When you have your beloved ones with you they should be loved and appreciated but when they are no longer alive it is too late then to cry and go tot heir graves and set flowers. It makes no sense when the people close to us are not appreciated when alive. If any person doesn't care for their families while alive then  after death should be the same. Often one takes the other for granted and in the process neglect  showing appreciation or love for the other. I agree with mikeq107 as well.

  4. profile image0
    scriber1posted 5 years ago

    The old axiom "familiarity breeds contempt" couldn't be a more appropriate answer to this question.  That which we know, we avoid; that which we lose we regret; that which we wonder about........we ask questions.

  5. Borsia profile image43
    Borsiaposted 5 years ago

    "Where there is a will there is a line."
    I worked in a cemetery at one time so I have been to a lot of funerals and seen those gathered as an outsider, overhearing the chatter I have to say that the answer is guilt for many.

  6. Gabriel Wilson profile image93
    Gabriel Wilsonposted 5 years ago

    I was told by my late Grandmother (a clever old gal) that funerals are not for the person who has passed but for us; the ones left behind. It's a time for us to gather and realize who's left; hence the wailing and crying!
    Now wether we're crying because we thought our dear old Uncle Fred (for want of a name) (with loads of money) was nearly dead or wailing when we find out not only is he very much alive but he's married a dolly bird 30 years younger is another thing smile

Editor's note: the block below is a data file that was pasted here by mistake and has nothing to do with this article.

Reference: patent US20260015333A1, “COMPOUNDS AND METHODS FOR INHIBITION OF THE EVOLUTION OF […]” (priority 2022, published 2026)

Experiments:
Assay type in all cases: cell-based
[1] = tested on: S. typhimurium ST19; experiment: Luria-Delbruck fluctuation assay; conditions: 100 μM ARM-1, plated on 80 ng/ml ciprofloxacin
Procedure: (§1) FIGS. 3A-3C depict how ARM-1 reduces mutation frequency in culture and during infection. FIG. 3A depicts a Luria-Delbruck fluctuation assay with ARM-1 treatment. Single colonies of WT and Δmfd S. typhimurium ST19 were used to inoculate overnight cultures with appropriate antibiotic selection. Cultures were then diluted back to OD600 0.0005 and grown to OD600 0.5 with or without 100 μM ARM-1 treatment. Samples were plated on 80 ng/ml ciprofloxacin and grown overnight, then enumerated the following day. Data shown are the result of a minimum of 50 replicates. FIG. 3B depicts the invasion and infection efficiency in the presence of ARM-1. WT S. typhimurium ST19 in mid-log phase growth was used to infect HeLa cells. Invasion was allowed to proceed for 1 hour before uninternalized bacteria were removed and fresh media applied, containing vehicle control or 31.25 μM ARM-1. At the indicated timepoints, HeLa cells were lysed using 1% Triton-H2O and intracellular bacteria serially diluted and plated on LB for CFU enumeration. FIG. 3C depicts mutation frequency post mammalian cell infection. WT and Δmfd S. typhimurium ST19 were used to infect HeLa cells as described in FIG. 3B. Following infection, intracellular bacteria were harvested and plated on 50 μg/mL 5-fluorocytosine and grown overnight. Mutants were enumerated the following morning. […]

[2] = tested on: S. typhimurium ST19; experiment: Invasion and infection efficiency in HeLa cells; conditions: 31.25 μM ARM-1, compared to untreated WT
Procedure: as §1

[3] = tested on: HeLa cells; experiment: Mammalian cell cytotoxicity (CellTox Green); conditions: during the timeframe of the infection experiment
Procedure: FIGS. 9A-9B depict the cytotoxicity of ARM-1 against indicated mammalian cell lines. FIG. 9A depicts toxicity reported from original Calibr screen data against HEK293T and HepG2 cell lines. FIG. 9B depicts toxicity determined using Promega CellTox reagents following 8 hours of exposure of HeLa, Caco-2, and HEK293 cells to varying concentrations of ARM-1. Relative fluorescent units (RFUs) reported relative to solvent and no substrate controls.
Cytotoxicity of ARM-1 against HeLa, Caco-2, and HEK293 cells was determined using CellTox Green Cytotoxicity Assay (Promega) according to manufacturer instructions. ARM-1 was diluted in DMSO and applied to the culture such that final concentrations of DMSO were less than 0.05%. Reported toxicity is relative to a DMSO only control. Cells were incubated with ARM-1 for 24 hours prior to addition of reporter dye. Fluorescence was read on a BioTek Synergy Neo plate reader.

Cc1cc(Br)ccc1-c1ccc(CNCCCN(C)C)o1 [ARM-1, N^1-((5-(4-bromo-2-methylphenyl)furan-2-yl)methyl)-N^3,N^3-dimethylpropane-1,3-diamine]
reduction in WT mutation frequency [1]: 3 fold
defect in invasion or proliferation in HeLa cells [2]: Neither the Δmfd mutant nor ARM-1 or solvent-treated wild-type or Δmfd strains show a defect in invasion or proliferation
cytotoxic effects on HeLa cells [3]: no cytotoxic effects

7. LouTucci profile image77
    LouTucciposted 5 years ago

    My Grandpa used to say - you didn't care about me when I was alive, don't care about me when I'm dead!

  8. duffsmom profile image59
    duffsmomposted 5 years ago

    I think we always hope that the relationship will change and that we have time to make the change.  But when someone dies, the opportunity to reconnect is gone - forever.  So I think people tend to remember the good, and sort of idealize the person that has passed.

    Wrote a poem here about it:  A Life Dissolved.

  9. recappers delight profile image81
    recappers delightposted 5 years ago

    People sometimes take for granted the people they have in their lives while those people are still there. We take for granted the very essence of being alive. That sad truth was the basis of the entire third act of Our Town by Thornton Wilder.  They don't need you when they are no longer on the planet - but you may still need them, and you may be kicking yourself over the opportunities lost. That memorial service is not a final visit to the dead. It's therapy for the living.

  10. profile image0
    Garifaliaposted 5 years ago

    My sentiments exactly. When I dislike someone (not immediate family members), I cannot pretend to do so when they're alive nor after death. But I cannot behave towards immediate family members as though they are acquaintances which I choose not to see again. Perhaps I'm lucky in that despite our imperfections, we can all still find love and compassion for each other.
    I do agree with what you're saying: resolve differences while individual is alive and do not play it concerned when gone.

  11. sisterofdummy profile image60
    sisterofdummyposted 5 years ago

    In a way, the deceased are still with you ever though they aren't standing beside you that you can see.  The spirit occasionally comes back in a dream or something like that to say goodbye or anything else for the family they feel like they didn't do while they were living.